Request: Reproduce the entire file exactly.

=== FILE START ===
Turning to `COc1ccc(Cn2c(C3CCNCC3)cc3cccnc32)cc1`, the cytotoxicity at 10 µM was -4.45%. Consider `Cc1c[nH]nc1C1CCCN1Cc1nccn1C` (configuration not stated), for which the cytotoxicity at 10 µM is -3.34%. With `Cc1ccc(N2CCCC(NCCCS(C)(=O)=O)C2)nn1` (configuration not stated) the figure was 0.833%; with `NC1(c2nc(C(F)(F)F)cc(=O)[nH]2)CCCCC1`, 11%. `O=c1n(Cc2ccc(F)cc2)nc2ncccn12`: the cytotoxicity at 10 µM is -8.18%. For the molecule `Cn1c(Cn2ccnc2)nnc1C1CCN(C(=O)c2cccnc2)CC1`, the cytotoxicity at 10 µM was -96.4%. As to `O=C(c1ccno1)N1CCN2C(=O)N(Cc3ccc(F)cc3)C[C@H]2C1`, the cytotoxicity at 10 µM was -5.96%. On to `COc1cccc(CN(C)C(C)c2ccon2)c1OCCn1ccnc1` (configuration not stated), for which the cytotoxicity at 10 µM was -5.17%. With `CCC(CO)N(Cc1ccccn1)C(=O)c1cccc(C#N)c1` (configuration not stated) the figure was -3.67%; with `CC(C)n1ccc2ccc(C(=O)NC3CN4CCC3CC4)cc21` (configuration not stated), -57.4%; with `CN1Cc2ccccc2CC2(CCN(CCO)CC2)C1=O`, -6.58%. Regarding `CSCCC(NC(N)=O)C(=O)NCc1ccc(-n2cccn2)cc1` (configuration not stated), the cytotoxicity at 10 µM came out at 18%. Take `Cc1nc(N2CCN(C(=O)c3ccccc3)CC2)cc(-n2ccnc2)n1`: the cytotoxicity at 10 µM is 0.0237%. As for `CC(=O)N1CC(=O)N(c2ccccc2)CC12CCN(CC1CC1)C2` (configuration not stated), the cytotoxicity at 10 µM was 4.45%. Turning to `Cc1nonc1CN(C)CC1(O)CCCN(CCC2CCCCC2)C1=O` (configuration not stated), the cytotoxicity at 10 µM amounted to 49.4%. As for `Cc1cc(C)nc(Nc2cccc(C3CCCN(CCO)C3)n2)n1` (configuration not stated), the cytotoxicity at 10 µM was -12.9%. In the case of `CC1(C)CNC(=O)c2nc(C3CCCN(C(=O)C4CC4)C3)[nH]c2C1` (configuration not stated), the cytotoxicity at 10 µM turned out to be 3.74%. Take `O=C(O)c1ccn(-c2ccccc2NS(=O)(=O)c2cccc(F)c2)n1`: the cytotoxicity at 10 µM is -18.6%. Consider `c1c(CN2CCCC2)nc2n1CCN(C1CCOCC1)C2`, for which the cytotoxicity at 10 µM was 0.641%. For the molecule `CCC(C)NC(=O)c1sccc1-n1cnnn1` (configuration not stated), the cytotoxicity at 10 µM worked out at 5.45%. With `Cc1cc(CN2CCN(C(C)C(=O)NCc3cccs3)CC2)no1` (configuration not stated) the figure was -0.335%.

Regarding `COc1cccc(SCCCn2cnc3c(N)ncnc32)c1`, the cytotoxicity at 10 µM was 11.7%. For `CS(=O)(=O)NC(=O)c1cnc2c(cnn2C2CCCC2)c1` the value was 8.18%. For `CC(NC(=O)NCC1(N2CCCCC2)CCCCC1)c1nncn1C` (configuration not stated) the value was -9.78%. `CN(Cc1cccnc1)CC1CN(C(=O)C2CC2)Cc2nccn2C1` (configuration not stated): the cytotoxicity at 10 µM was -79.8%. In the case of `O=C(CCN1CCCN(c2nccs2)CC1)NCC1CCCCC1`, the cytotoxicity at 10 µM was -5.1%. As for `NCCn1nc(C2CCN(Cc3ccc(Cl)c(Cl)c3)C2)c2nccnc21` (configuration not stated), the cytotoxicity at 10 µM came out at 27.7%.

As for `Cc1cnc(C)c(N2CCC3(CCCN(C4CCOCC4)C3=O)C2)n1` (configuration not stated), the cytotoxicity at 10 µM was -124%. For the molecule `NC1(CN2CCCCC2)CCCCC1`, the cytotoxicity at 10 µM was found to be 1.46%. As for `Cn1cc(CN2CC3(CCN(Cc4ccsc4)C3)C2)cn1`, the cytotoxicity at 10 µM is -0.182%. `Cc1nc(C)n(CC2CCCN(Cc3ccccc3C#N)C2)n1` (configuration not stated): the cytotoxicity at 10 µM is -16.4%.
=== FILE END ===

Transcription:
Turning to `COc1ccc(Cn2c(C3CCNCC3)cc3cccnc32)cc1`, the cytotoxicity at 10 µM was -4.45%. Consider `Cc1c[nH]nc1C1CCCN1Cc1nccn1C` (configuration not stated), for which the cytotoxicity at 10 µM is -3.34%. With `Cc1ccc(N2CCCC(NCCCS(C)(=O)=O)C2)nn1` (configuration not stated) the figure was 0.833%; with `NC1(c2nc(C(F)(F)F)cc(=O)[nH]2)CCCCC1`, 11%. `O=c1n(Cc2ccc(F)cc2)nc2ncccn12`: the cytotoxicity at 10 µM is -8.18%. For the molecule `Cn1c(Cn2ccnc2)nnc1C1CCN(C(=O)c2cccnc2)CC1`, the cytotoxicity at 10 µM was -96.4%. As to `O=C(c1ccno1)N1CCN2C(=O)N(Cc3ccc(F)cc3)C[C@H]2C1`, the cytotoxicity at 10 µM was -5.96%. On to `COc1cccc(CN(C)C(C)c2ccon2)c1OCCn1ccnc1` (configuration not stated), for which the cytotoxicity at 10 µM was -5.17%. With `CCC(CO)N(Cc1ccccn1)C(=O)c1cccc(C#N)c1` (configuration not stated) the figure was -3.67%; with `CC(C)n1ccc2ccc(C(=O)NC3CN4CCC3CC4)cc21` (configuration not stated), -57.4%; with `CN1Cc2ccccc2CC2(CCN(CCO)CC2)C1=O`, -6.58%. Regarding `CSCCC(NC(N)=O)C(=O)NCc1ccc(-n2cccn2)cc1` (configuration not stated), the cytotoxicity at 10 µM came out at 18%. Take `Cc1nc(N2CCN(C(=O)c3ccccc3)CC2)cc(-n2ccnc2)n1`: the cytotoxicity at 10 µM is 0.0237%. As for `CC(=O)N1CC(=O)N(c2ccccc2)CC12CCN(CC1CC1)C2` (configuration not stated), the cytotoxicity at 10 µM was 4.45%. Turning to `Cc1nonc1CN(C)CC1(O)CCCN(CCC2CCCCC2)C1=O` (configuration not stated), the cytotoxicity at 10 µM amounted to 49.4%. As for `Cc1cc(C)nc(Nc2cccc(C3CCCN(CCO)C3)n2)n1` (configuration not stated), the cytotoxicity at 10 µM was -12.9%. In the case of `CC1(C)CNC(=O)c2nc(C3CCCN(C(=O)C4CC4)C3)[nH]c2C1` (configuration not stated), the cytotoxicity at 10 µM turned out to be 3.74%. Take `O=C(O)c1ccn(-c2ccccc2NS(=O)(=O)c2cccc(F)c2)n1`: the cytotoxicity at 10 µM is -18.6%. Consider `c1c(CN2CCCC2)nc2n1CCN(C1CCOCC1)C2`, for which the cytotoxicity at 10 µM was 0.641%. For the molecule `CCC(C)NC(=O)c1sccc1-n1cnnn1` (configuration not stated), the cytotoxicity at 10 µM worked out at 5.45%. With `Cc1cc(CN2CCN(C(C)C(=O)NCc3cccs3)CC2)no1` (configuration not stated) the figure was -0.335%.

Regarding `COc1cccc(SCCCn2cnc3c(N)ncnc32)c1`, the cytotoxicity at 10 µM was 11.7%. For `CS(=O)(=O)NC(=O)c1cnc2c(cnn2C2CCCC2)c1` the value was 8.18%. For `CC(NC(=O)NCC1(N2CCCCC2)CCCCC1)c1nncn1C` (configuration not stated) the value was -9.78%. `CN(Cc1cccnc1)CC1CN(C(=O)C2CC2)Cc2nccn2C1` (configuration not stated): the cytotoxicity at 10 µM was -79.8%. In the case of `O=C(CCN1CCCN(c2nccs2)CC1)NCC1CCCCC1`, the cytotoxicity at 10 µM was -5.1%. As for `NCCn1nc(C2CCN(Cc3ccc(Cl)c(Cl)c3)C2)c2nccnc21` (configuration not stated), the cytotoxicity at 10 µM came out at 27.7%.

As for `Cc1cnc(C)c(N2CCC3(CCCN(C4CCOCC4)C3=O)C2)n1` (configuration not stated), the cytotoxicity at 10 µM was -124%. For the molecule `NC1(CN2CCCCC2)CCCCC1`, the cytotoxicity at 10 µM was found to be 1.46%. As for `Cn1cc(CN2CC3(CCN(Cc4ccsc4)C3)C2)cn1`, the cytotoxicity at 10 µM is -0.182%. `Cc1nc(C)n(CC2CCCN(Cc3ccccc3C#N)C2)n1` (configuration not stated): the cytotoxicity at 10 µM is -16.4%.